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Though both sides believe they are patriotic Americans, their idea of patriotism could not be more different. The writer James Baldwin put the case for “progressive” patriotism well: he loved America more than any country in the world, and for that reason insisted on the right to criticize her perpetually. Trumpian patriots would have denounced Baldwin as a traitor.

The big temptation for the Democrats, now that they have won control of the House, is to make the most of what they see as their greatest strengths: racial and gender diversity, and a shared loathing of Trump. This would be a logical position. Trump is indeed dreadful, and the Democrats could legitimately claim that older, rural white men are less representative of America today than the young, the urban, the nonwhite, and newly empowered women.

And yet, to focus the Democratic agenda on Trump and diversity would be a mistake. There will be pressure, especially from younger Democrats, fired up by their success, to impeach the president. But as long as the Senate, which would have to convict him, is in Republican hands, an indictment by the House would be practically meaningless. Even if impeached, he would still be president, and Republicans would be inclined to defend him even more fiercely.

It is certainly a good thing to have more women and nonwhite, non-Christian representatives in the legislature. This provides a refreshing and necessary contrast to the Republican Party, which has remade itself in the image of its leader: angry, white, and often openly racist. But to fight Trump’s identity politics with an equally aggressive form of identity politics would make political tribalism worse, and could make it harder for the Democrats to win national elections.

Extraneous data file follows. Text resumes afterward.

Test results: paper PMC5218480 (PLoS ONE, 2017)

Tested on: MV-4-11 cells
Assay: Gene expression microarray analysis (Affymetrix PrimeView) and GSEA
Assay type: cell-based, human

There is always a danger that the Democrats will be divided, with younger radicals pitting themselves against the mostly white establishment. But the Republicans, who seem utterly united behind their leader, have a problem, too. The socially liberal, highly educated Republicans who used to be the backbone of the party have been pushed so far to the margins that they are almost invisible. John McCain was perhaps the last of those Mohicans.

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The Democrats should capitalize on that. And the way to do it would be to put less stress on sexual, racial, or gender identity, and more on the economy. This might seem a naive strategy during an economic boom, when Republicans can boast of record-low unemployment. But even many traditional laissez-faire conservatives should recognize that a yawning divide between rich and poor is not good for business. Henry Ford, who was not a fount of wisdom on many matters, recognized that if you want to sell cars, you have to put enough money into people’s pockets so that they can buy them.